Lana Del Rey — Born To Die: The Paradise Edition
The original Born To Die opened my eyes to the world Lana Del Rey created for herself. Her soft and sombre voice barely managing to escape her lips, like a poet writing verse after verse with no intention of ever releasing their work to the public. Del Rey sways and swings through the moments in her life that made her the woman she is today. Which entranced me and pulled me in from the moment the album started playing. However, when she released her second musical effort, the EP/Album duo The Paradise Edition, I felt something I hadn’t felt with an album in a very long time. Now many singers manage to release beautiful songs about love, life, and coming to an understanding that no matter how hard you try, you are a product of the things life has put you through. But Lana sings with a dread and despair masked with optimism and hope that you have no choice but to aimlessly drift between the soft velvety rose gardens she’s planted in front of the pearly gates, smoking a cigarette while you wait to see if heaven’s gonna let you in or if you’ll burn for your sins. This idea can be felt throughout Born To Die, with its playful melancholy, but it isn’t until you pop BTD out and put Paradise in that you realize that the soft playfulness Del Rey expressed in BTD was just a taste of the dark reality that lies within her. As soon as Paradise begins to play, you’re met with songs like ‘Ride’, ‘Bel Air’, ‘American’, and ‘Cola’, that describe the beauty and horror the world offers you. Underage addiction, male validation, and the journey to find oneself can all be found nestled within the songs of The Paradise Edition, making it one of my all-time favourite and defining albums to date.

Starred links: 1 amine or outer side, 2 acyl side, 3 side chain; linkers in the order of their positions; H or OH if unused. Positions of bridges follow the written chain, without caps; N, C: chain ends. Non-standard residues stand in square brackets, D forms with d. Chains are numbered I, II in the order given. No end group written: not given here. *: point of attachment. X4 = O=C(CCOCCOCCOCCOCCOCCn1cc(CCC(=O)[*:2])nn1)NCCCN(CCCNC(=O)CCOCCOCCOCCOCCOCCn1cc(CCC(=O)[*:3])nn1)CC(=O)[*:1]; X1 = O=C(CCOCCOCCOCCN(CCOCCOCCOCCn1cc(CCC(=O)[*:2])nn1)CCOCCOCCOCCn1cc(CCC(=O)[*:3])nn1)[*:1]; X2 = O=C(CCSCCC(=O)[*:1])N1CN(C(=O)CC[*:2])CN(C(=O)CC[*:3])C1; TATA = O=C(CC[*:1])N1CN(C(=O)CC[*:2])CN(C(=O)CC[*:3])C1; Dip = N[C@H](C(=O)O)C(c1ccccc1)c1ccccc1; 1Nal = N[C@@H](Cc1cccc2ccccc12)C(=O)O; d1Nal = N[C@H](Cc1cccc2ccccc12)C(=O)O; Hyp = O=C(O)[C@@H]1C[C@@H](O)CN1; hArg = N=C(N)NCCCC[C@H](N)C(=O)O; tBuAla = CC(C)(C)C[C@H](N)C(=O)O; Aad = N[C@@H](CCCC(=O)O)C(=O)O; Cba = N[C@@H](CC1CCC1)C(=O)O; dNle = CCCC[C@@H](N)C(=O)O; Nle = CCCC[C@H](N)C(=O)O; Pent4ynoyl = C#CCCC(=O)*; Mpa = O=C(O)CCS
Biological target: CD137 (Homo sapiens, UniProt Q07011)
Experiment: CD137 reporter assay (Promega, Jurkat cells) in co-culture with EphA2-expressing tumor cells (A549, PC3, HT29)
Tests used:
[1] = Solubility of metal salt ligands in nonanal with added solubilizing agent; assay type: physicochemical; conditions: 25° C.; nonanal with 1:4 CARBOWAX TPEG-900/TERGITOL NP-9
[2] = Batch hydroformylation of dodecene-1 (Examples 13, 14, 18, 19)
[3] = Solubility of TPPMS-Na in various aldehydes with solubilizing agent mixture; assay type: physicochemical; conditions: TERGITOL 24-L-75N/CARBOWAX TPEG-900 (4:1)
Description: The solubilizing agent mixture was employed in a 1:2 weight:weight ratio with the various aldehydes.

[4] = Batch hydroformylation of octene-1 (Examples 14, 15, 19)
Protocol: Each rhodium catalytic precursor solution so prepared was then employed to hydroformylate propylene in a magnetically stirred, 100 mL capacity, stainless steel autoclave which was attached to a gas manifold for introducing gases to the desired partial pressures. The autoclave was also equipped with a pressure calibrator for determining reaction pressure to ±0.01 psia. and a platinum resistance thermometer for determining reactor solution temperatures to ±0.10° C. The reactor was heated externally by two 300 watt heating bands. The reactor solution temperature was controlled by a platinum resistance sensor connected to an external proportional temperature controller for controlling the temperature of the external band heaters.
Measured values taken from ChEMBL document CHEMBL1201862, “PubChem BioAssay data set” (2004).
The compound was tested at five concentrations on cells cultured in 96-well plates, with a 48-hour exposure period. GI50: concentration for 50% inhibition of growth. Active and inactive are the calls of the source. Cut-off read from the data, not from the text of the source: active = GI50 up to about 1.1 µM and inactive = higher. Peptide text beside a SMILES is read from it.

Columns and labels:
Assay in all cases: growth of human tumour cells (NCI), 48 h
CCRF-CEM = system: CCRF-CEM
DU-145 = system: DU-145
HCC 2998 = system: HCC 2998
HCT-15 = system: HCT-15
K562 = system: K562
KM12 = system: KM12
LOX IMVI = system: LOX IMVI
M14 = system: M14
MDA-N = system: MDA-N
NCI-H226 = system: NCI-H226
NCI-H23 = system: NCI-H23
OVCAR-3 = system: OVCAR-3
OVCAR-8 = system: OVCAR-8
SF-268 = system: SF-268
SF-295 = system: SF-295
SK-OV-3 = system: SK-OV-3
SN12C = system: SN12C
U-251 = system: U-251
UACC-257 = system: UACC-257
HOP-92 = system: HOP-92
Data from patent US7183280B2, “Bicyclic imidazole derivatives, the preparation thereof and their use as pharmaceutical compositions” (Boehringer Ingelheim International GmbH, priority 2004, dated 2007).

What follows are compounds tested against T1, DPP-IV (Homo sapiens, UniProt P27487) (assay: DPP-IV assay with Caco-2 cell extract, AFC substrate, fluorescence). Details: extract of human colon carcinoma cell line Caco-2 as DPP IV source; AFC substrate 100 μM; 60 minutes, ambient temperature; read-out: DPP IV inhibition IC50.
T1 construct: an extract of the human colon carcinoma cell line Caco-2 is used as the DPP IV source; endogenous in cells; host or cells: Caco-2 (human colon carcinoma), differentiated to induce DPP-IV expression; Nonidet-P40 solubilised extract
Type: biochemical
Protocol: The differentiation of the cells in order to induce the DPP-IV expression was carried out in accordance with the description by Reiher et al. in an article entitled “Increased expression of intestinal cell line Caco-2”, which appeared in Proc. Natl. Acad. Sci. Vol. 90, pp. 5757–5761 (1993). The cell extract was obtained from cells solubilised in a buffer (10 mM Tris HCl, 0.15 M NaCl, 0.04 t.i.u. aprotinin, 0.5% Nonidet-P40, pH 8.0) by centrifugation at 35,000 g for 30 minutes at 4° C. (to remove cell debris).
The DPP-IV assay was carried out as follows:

Placebo — A Place For Us To Dream
The complete and utter chaos you feel growing up as a kid who sees themselves as “different” is an experience unique in and of itself. While some kids go through their “phases,” others are forced to go through a barrage of so much more. Mental illness, abuse, drugs, love, mixed emotions, unspoken words, missed chances, broken hearts, smiles, and confusion are all human experiences that many misunderstood or forgotten kids go through on a daily basis. Luckily, Placebo came along and gave a voice to the kids who had no idea where to even start. In their latest endeavor, which places the beauty of a handful of their newest songs within the borders of their greatest hits and singles, is a compilation album of the greatest songs they’ve made since their debut record. And each song strikes a chord in the exact same way it did when I first heard it. Another reason why this album remains a staple within my favourites isn’t just for its razor-sharp taste of reality, but for the underlying queerness that stains many of the songs. Singles like ‘Taste in Men’ and ‘Nancy Boy’ reassure boys who feel that there isn’t anyone in the world who will ever understand the way you feel, that there is someone who knows what you’re going through, and there is a way to come up to the surface when you feel as if you can’t stay afloat. God bless you, Brian Molko.
Mariah Carey — Daydream
Whatever people say about Mariah Carey, she is (was) one of the best singers of all time! Her album ‘Daydream‘ definitely shaped who I am. When it came out in 1995, I was 8 years old but already knew that we had something in common… we were both Divas. And the good aspect of having Mariah as a source of inspiration is, no matter how annoying I get, I would always be less insufferable than her.
Jack Johnson — In between Dreams
The first song of the album I heard was Good People… It sounded like a vacation song… I remember going on websites to search the lyrics. I didn’t speak English at all at the time so I also had to look for the translation, but I still fell in love with the album aaaaaand the singer of course! It was my thing at the time to fall in love with celebrities with a “boy next door” look. This tall and strong Australian guy wearing flip flops at his concert had everything I was looking for.
M.I.A — Kala